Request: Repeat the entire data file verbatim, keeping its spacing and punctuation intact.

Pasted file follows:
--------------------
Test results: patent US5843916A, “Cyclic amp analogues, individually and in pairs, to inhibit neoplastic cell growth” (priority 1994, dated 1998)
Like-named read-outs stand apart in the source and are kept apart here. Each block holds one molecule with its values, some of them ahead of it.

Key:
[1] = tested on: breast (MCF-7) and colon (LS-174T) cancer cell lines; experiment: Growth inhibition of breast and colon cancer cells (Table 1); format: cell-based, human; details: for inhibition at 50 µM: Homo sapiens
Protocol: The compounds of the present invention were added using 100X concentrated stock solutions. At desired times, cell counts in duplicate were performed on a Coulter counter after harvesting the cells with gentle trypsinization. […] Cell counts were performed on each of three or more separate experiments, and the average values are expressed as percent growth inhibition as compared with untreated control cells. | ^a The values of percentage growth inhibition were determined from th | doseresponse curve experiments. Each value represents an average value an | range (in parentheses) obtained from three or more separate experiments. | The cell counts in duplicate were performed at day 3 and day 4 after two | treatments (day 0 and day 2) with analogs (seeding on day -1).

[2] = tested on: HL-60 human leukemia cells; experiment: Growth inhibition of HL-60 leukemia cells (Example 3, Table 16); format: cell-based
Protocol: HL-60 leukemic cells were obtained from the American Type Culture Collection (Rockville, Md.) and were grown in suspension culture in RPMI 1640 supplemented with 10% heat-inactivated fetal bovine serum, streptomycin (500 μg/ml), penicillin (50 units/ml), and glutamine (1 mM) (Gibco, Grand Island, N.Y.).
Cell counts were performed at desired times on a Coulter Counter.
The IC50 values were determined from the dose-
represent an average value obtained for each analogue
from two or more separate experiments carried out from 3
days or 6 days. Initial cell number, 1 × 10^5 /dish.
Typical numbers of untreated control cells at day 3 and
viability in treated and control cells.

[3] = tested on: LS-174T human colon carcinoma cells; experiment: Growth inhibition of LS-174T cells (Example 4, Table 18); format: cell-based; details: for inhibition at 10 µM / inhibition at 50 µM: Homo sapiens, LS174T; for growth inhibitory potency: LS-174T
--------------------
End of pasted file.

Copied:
Test results: patent US5843916A, “Cyclic amp analogues, individually and in pairs, to inhibit neoplastic cell growth” (priority 1994, dated 1998)
Like-named read-outs stand apart in the source and are kept apart here. Each block holds one molecule with its values, some of them ahead of it.

Key:
[1] = tested on: breast (MCF-7) and colon (LS-174T) cancer cell lines; experiment: Growth inhibition of breast and colon cancer cells (Table 1); format: cell-based, human; details: for inhibition at 50 µM: Homo sapiens
Protocol: The compounds of the present invention were added using 100X concentrated stock solutions. At desired times, cell counts in duplicate were performed on a Coulter counter after harvesting the cells with gentle trypsinization. […] Cell counts were performed on each of three or more separate experiments, and the average values are expressed as percent growth inhibition as compared with untreated control cells. | ^a The values of percentage growth inhibition were determined from th | doseresponse curve experiments. Each value represents an average value an | range (in parentheses) obtained from three or more separate experiments. | The cell counts in duplicate were performed at day 3 and day 4 after two | treatments (day 0 and day 2) with analogs (seeding on day -1).

[2] = tested on: HL-60 human leukemia cells; experiment: Growth inhibition of HL-60 leukemia cells (Example 3, Table 16); format: cell-based
Protocol: HL-60 leukemic cells were obtained from the American Type Culture Collection (Rockville, Md.) and were grown in suspension culture in RPMI 1640 supplemented with 10% heat-inactivated fetal bovine serum, streptomycin (500 μg/ml), penicillin (50 units/ml), and glutamine (1 mM) (Gibco, Grand Island, N.Y.).
Cell counts were performed at desired times on a Coulter Counter.
The IC50 values were determined from the dose-
represent an average value obtained for each analogue
from two or more separate experiments carried out from 3
days or 6 days. Initial cell number, 1 × 10^5 /dish.
Typical numbers of untreated control cells at day 3 and
viability in treated and control cells.

[3] = tested on: LS-174T human colon carcinoma cells; experiment: Growth inhibition of LS-174T cells (Example 4, Table 18); format: cell-based; details: for inhibition at 10 µM / inhibition at 50 µM: Homo sapiens, LS174T; for growth inhibitory potency: LS-174T